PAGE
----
Monday, April 26, 2010

Should cities have autoroute highways in them?

Montreal is recovering from the post-war autoroute mentality (i.e. all roads must be designed to move cars - and cars only - as rapidly and efficiently and in the greatest volume possible). We are now working to modify roads back to a human speed and scale.

Nowhere is this more evident than the roads surrounding Mount Royal, the mountain park in the heart of our city.

The demolition and rebuilding of the Pine-Parc intersection as a conventional ground-level intersection (replacing the previous cloverleaf-style highway interchange design) is a good example of the re-humanizing of road infrastructure in the city.

This brings us to the new mayor of the Plateau-Mont-Royal borrough (arrondissement) Luc Hernandez. He wrote some interesting opinions about the MTQ (the Ministry of Transport of Quebec gov't dept.) on his blog. These comments did not suggest that the MTQ has the interest of residents of Montreal. The MTQ concerns itself with only moving vehicles. Their job is to focus on the growth of the movement of cars and trucks. More cars are good. More trucks are good. More roads are good. You can see where we're going with this. The MTQ has a job to do, and they do it: build bigger and better roads. It's pretty simple really. Quebec's a big place, and we need good roads to safely travel through our beautiful province.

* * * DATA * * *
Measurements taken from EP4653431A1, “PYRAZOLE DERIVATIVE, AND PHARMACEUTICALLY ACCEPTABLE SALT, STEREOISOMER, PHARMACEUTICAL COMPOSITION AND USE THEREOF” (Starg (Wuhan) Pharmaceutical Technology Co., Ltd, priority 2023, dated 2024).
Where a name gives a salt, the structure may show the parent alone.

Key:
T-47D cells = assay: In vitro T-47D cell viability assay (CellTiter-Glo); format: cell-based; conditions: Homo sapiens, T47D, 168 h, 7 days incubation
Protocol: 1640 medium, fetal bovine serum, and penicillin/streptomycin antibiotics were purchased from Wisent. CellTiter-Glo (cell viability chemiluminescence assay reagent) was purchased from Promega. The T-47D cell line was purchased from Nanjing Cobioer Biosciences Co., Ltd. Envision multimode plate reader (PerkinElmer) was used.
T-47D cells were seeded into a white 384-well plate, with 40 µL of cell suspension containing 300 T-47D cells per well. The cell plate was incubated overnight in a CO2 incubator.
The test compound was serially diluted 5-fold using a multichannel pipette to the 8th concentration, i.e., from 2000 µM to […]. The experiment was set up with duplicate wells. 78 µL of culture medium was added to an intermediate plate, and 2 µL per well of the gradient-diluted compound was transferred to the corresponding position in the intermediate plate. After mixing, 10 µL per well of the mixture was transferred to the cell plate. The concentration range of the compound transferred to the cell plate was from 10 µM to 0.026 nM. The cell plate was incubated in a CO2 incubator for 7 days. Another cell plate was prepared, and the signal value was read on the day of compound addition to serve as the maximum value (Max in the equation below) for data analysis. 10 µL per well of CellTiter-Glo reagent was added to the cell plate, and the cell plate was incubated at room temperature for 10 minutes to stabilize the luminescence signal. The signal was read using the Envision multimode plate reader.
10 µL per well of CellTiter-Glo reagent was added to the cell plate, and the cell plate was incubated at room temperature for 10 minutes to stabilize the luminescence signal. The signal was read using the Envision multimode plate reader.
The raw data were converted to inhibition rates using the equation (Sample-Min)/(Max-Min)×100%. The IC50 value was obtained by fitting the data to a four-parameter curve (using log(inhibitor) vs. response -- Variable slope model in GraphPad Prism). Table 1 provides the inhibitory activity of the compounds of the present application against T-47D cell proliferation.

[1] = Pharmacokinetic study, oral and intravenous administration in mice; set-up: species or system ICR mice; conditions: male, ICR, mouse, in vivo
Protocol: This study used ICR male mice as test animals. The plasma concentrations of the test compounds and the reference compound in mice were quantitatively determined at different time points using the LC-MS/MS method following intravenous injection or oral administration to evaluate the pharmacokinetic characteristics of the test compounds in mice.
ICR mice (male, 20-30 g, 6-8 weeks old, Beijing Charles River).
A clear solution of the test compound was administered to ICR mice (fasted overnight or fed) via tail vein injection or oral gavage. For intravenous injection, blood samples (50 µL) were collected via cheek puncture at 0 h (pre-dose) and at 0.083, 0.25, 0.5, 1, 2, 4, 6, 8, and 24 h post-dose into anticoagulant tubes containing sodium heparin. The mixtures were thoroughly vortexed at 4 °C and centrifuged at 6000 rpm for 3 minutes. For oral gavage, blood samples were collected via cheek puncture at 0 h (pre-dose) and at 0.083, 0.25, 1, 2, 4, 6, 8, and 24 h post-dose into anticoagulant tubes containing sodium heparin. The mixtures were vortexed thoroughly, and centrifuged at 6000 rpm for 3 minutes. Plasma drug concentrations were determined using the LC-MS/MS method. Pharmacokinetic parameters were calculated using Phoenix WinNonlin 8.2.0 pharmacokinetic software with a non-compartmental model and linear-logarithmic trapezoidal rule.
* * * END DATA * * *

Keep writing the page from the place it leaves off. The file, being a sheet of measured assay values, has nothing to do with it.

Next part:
But the MTQ is a bit insensitive to the needs of anyone who isn't currently in a moving vehicle. We'll call them us, the people who live here. The residents.

Mayor Luc Fernandez seems to be standing up for us. Us? This is unusual behaviour in the type of government we have in Quebec. Read his comments about the MTQ on his blog (link). The CBC interviewed Mayor Fernandez on the morning show about this, it was hilarious.

(Luc seems to be a shit-disturber. Our favorite shit disturber is the nutritionist and food writer Dr. Marion Nestle.)


At 10:13 AM, Blogger Unknown said...

Another Montreal bicycling blogger - see


Post a Comment

<< Home